(Apr. 14, 2021) On April 9, 2021, New Zealand’s health minister, Andrew Little, stated in a press release that interim legislation set to expire in December 2021 that enables illegal substances to be tested to verify their contents would be made permanent through legislation passed during this year.
The Drug and Substance Checking Legislation Act 2020 was passed in December 2020, at the start of New Zealand’s summer. The act amended the Misuse of Drugs Act 1975 and the Psychoactive Substances Act 2013 to allow “voluntary organisations like KnowYourStuff to test drugs at events like music festivals to verify they are what people think they are, without running foul of the law.” Such testing was previously available at festivals in recent years, but there was no legal framework for it, meaning that the services were effectively operating illegally. Although there had been no prosecutions, festival hosts were “technically liable for prosecution if they knowingly provide[d] a venue for illicit drug use.” This had reportedly “kept pill testing from becoming widespread because of the legal risk.”
When the legislation was passed, Little stated that “[i]n the new year the Government will develop and consult on regulations so that by this time next year, a full system will be in place to regulate drug checking service over the long term.” He explained that
[t]he Bill will enable the Director-General of Health to appoint a drug checking service by way of notice in the Gazette. Appointed services will be able to receive controlled drugs and unapproved psychoactive substances for testing or destruction, or to pass on to Police for destruction or an approved laboratory for further testing.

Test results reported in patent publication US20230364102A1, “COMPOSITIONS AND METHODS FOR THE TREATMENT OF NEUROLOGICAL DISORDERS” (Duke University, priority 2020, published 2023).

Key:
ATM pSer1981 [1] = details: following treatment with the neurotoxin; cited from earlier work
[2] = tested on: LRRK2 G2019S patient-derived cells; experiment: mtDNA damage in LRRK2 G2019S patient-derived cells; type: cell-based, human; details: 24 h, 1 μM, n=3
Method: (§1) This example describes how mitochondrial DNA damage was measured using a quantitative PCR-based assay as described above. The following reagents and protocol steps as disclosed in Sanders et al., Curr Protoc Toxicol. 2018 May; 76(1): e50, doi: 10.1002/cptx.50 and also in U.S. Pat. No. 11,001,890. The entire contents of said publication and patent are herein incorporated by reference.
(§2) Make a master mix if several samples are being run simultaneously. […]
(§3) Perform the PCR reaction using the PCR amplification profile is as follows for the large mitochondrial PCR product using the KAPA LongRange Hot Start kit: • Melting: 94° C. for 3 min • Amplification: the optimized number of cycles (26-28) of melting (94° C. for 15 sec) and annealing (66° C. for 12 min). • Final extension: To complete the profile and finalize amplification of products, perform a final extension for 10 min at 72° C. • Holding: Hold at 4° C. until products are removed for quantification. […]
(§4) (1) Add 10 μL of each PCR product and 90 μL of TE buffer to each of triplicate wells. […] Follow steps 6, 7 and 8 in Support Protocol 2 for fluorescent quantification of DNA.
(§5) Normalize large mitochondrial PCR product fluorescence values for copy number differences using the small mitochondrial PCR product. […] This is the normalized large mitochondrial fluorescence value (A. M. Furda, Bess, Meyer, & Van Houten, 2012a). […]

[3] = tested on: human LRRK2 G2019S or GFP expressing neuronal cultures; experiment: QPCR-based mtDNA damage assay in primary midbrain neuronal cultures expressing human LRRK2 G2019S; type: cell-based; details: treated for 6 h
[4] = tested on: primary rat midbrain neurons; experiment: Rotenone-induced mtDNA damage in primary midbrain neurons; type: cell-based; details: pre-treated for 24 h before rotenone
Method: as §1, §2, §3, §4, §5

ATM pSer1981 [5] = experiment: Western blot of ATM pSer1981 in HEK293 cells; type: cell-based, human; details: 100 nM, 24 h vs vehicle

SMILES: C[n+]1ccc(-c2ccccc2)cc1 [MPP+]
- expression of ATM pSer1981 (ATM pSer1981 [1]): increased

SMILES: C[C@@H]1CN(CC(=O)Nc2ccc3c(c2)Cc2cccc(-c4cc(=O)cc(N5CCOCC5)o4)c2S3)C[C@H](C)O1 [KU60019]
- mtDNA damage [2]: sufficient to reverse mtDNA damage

The Bill does not change the legal status of any drugs or other substances. It will still be a crime for members of the public to possess illegal drugs and to supply them to others.
The Ministry of Health states that “[d]rug checking services conduct scientific tests on substances in order to indicate their likely identity and composition. Services test unknown substances (which may be illicit drugs), interpret results, and provide harm reduction information to a person who provides a sample.” KnowYourStuff is the only provider appointed under the new law to date.
The Ministry of Health commissioned research by Victoria University of Wellington regarding the impact of drug checking. A final report was published in February 2021 and found that,
[o]f the survey participants that have used KYSNZ [KnowYourStuffNZ] drug checking services (n=155), 68% reported that they had changed their behaviour after using the service, with 87% of those that used KYSNZ reporting that their knowledge of harm reduction had improved. 53% reported it had improved a lot and 34% reported that it had improved a little. Survey participants demonstrated that regardless of whether their drug taking behaviour changed or not, behaviour change in terms of harm reduction practices often occurred. This is also consistent with the findings of international research[.]
Furthermore, the report concluded that
[t]here is no evidence that drug checking increases drug use or encourages those who do not use illegal drugs to begin using them. The face-to-face harm reduction interventions utilised by KYSNZ were highly valued and this mirrors international research – that drug checking is about more than just the test itself. Behaviour change ‘success’ should not therefore be measured only in terms of drug disposals as the wrap around discussion about harm reduction is also of crucial importance.
Little also stated that “[t]esting as a result of the new law has revealed that large quantities of drugs being sold as MDMA, or ecstasy, is actually synthetic cathinones, a dangerous drug known also [ ] as bath salts linked to deaths overseas and hospitalisations in New Zealand.”
Following Little’s announcement, the director of KnowYourStuff said that “now [that] the government has recognised the value of harm reduction in making the law change permanent, the service needs funding to meet the hugely increased demand.” The organization currently operates using volunteers and is mostly funded by donations.